On examination, none of the patients had anaemia; serum calcium levels were normal with preserved renal function. Radiological examination revealed solitary lesion in the thoracic vertebra in all the three, with rest of the skeletal survey being normal. Two of the patients had visceral organ involvement in the form of splenomegaly and hepatomegaly. Diabetes mellitus was noted in two patients.

Biopsy from the affected site revealed sheets of plasma cells (Table/Fig 2). Serum electrophoresis was normal except for one patient who had polyclonal increase in gammaglobulins.

Follow up
Among the three patients, one had a follow-up of 3 years. After the laminectomy, which was followed by radiotherapy, there was no improvement. The patient was referred to rehabilitation department. During the follow-up for 3 years, he did not develop any other lesions.

The other two patients are being followed up till date. They are being treated for other systemic complaints such as hypertension and diabetes mellitus.

The clinical features and the results of investigations and the follow-up details are summarised in (Table/Fig 1) and (Table/Fig 3).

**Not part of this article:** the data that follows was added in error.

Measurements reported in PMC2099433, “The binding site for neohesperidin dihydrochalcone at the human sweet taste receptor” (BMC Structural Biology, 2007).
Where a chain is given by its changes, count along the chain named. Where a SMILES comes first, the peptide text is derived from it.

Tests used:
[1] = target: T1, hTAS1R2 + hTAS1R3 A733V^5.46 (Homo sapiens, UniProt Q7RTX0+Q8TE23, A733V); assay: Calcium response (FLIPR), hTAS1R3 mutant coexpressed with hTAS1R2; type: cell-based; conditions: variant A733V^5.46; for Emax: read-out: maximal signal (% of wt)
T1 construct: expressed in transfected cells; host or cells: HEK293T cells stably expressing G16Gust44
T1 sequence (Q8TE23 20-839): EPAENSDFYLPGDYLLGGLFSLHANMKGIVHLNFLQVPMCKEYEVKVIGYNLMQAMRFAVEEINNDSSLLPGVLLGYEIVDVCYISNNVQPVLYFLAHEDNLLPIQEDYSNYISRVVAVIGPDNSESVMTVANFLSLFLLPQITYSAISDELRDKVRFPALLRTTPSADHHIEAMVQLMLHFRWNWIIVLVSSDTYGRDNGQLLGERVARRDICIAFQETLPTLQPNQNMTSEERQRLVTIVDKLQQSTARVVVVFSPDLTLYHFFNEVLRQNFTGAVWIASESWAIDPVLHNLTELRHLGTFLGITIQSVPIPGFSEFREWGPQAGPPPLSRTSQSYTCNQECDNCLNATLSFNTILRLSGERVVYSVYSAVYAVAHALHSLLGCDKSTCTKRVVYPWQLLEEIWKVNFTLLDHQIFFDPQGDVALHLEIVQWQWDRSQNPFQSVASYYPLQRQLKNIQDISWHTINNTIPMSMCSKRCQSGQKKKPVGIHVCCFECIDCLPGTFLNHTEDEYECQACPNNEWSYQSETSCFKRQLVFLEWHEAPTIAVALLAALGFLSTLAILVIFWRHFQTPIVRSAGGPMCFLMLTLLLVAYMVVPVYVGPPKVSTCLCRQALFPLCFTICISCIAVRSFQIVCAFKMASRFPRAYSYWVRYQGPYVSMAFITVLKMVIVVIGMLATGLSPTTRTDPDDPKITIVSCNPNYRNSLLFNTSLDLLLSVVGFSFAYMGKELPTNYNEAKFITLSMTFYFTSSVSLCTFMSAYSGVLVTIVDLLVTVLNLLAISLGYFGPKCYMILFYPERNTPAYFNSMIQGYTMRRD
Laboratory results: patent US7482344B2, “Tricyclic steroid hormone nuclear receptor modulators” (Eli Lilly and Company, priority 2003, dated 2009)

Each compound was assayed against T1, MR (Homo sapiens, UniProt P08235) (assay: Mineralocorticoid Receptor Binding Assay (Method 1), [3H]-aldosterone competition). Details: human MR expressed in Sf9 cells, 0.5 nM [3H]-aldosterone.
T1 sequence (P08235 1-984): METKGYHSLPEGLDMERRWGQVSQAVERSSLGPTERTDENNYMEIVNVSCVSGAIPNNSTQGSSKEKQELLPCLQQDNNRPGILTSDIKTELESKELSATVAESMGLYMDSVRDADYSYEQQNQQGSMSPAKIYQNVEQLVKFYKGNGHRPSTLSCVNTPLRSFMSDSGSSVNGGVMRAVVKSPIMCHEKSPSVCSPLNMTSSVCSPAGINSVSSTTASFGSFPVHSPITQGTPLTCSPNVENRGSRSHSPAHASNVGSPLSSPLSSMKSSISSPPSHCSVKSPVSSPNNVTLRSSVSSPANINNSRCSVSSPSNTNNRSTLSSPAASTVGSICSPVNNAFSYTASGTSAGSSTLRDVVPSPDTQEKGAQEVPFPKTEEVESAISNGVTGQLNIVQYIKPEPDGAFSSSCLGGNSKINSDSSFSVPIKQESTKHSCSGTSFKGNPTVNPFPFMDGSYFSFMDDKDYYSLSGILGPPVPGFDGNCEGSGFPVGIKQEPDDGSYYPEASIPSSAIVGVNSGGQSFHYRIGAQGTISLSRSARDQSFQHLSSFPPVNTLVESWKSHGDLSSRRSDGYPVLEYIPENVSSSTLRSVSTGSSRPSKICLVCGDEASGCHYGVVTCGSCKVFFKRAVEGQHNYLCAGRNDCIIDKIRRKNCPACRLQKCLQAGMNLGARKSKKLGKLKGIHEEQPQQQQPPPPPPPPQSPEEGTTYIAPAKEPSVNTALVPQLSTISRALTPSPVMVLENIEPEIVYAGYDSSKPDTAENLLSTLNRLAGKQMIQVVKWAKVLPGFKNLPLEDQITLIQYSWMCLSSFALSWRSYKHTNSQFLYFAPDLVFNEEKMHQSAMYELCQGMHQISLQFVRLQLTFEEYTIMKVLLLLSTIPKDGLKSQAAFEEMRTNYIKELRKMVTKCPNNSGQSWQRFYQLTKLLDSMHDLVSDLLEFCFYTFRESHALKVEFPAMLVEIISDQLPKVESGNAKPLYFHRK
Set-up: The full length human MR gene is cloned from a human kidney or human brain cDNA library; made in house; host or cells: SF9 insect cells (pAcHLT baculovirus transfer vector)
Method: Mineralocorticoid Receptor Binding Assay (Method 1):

Solitary plasmacytomas account for 3% of all plasma cell myelomas. Patients presenting with SPB tend to be younger, as compared to the patients with multiple myeloma. The median age of presentation (2) is 37 + 12 years, with a male predominance similar to the present series. A distinction between solitary plasmacytoma and multiple myeloma is essential, since the treatment protocols, prognosis and course of the disease differ.

The most common presenting symptom of SPB is pain in the area surrounding the lesion. But all the three cases in the study presented with polyneuropathy, which is often found in spinal involvement by myeloma. One of the patients had both sensory and motor loss; other two had isolated sensory or motor loss. Polyneuropathy was associated with organomegaly involving liver, spleen and lymph nodes, with two of the patients having diabetes mellitus. Thus, all the three patients fulfilled at least three criteria for the POEMS syndrome. Therefore, it is evident that it warrants a systemic search for a solitary bone lesion and M component in a case of unexplained polyneuropathy (3).

The polyneuropathy associated with plasma cell dyscrasia is mainly of the demyelinating type, in which pain and autonomic involvement is rare. Although the pathogenesis of the nerve damage is unclear, recent reports suggest that the nerve injury may be mediated by complement (4). The organ involvement in POEMS syndrome is heterogeneous, with normal liver histology, Castleman disease-like picture in lymph nodes and spleen (3),(4). Endocrine involvement is diverse, with hypothyroidism being the frequent abnormality encountered (4), but two of the patients had diabetes mellitus. The pathogenesis of endocrinopathy remains unexplained, although it has been postulated that antibodies directed against specific endocrine organs may be involved (3). None of the patients had an M spike on serum electrophoresis.